This record is what it says it is, a "Full, Frontal Entertainment." For better or for worse, it comes right at you and it turns out that it is both better than expected and worse than what might have been anticipated. Not a bad summation for the Firesign Theatre itself in that year of trouble which was 1980.
Music Arranged By Richard Parker and Phil Austin
"Fighting Clowns Theme" and Horn Arrangements by Richard Parker
Recorded in time for April Fool's Day, 1980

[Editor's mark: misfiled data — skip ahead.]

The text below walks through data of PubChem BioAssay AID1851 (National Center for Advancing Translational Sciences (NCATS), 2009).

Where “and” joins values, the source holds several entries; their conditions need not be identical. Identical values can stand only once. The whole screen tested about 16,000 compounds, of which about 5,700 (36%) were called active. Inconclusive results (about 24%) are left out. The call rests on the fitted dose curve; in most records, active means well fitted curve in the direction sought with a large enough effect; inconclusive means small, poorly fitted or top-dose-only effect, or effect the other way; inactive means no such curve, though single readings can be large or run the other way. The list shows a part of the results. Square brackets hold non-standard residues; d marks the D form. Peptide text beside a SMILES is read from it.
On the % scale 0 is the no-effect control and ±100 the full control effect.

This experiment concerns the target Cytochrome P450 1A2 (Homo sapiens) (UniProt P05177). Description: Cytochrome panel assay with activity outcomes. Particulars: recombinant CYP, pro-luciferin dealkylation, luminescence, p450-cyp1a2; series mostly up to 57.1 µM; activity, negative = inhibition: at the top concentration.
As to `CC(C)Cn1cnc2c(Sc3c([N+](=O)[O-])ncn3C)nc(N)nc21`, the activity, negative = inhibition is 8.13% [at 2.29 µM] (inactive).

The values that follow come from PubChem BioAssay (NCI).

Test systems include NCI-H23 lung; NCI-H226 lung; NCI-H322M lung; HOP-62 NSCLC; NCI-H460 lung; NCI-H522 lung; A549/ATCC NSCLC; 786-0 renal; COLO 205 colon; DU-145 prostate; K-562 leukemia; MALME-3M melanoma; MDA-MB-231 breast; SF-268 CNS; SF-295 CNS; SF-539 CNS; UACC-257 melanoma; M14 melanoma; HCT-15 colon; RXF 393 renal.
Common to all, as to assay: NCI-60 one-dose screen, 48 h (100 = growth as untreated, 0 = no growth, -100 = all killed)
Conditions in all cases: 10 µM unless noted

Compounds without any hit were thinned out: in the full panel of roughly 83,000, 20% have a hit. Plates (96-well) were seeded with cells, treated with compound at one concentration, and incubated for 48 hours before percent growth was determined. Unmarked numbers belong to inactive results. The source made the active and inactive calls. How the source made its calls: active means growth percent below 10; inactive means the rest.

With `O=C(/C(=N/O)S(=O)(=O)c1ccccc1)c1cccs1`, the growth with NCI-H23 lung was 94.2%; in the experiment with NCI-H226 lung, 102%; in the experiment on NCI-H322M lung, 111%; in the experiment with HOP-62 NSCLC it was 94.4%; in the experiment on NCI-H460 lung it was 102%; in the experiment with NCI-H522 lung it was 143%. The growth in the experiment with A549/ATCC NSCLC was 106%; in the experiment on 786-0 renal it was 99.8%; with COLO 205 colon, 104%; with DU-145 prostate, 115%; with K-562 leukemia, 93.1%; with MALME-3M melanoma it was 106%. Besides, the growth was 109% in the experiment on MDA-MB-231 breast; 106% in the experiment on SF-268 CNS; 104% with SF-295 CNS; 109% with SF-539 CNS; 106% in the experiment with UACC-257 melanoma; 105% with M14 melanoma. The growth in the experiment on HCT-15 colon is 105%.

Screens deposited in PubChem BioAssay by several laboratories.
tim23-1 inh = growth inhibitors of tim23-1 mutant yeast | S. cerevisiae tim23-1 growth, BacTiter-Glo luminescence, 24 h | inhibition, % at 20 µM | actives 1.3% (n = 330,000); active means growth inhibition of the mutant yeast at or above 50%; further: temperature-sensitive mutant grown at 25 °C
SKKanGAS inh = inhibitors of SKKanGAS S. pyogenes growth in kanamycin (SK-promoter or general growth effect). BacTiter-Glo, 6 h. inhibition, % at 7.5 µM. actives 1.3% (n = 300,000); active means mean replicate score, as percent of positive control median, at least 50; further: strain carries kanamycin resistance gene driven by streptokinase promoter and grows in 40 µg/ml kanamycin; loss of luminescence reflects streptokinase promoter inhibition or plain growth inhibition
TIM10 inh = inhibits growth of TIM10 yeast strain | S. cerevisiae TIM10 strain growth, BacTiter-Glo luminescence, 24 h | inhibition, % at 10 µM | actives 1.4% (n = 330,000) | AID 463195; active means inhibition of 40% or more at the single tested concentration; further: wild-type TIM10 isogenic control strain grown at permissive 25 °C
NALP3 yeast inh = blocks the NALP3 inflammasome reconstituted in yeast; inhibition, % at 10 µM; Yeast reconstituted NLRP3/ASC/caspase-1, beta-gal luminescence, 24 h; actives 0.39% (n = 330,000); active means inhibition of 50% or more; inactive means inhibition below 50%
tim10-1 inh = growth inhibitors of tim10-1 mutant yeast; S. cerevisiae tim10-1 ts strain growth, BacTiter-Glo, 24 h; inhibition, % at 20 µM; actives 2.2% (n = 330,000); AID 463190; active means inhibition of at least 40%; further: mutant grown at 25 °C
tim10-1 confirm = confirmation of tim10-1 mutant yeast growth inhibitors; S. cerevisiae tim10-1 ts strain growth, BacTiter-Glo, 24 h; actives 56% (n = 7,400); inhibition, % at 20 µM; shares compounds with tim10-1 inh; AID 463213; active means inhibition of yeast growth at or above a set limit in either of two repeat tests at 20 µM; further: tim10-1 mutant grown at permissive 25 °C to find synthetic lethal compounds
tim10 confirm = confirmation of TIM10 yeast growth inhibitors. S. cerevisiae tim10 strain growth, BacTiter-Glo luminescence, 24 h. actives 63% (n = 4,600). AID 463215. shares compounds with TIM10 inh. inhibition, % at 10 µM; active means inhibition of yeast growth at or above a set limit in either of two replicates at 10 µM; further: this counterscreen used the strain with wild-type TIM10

at Cherokee Studios & The Roxy Theater, Hollywood
Engineering by Fred Jones, Frederick Ampel and Larold Rebhun
Original Cover Illustration and Design by Phil Hartmann
Black and White Scratchboard Art by Blitz
THANKS BOZOS!; Diane Davisson, Taps; Jeff Bruner, Glockenspiel;
Mike Freas, Pinball; The Mystery Woman at the Center Table;
Lanny Waggoner; Susan Tanner; Miss Piggy & Big Mike; Michael Schwartz;
Thom Scott at Tangent Systems, Inc.; Con Merton; Coco Brandon;
Michael Stocker; the entire Cherokee staff;
and the Staff and Audience at The Roxy.
Written Material © 1980 by The Firesign Theater
All songs published by Firesign Music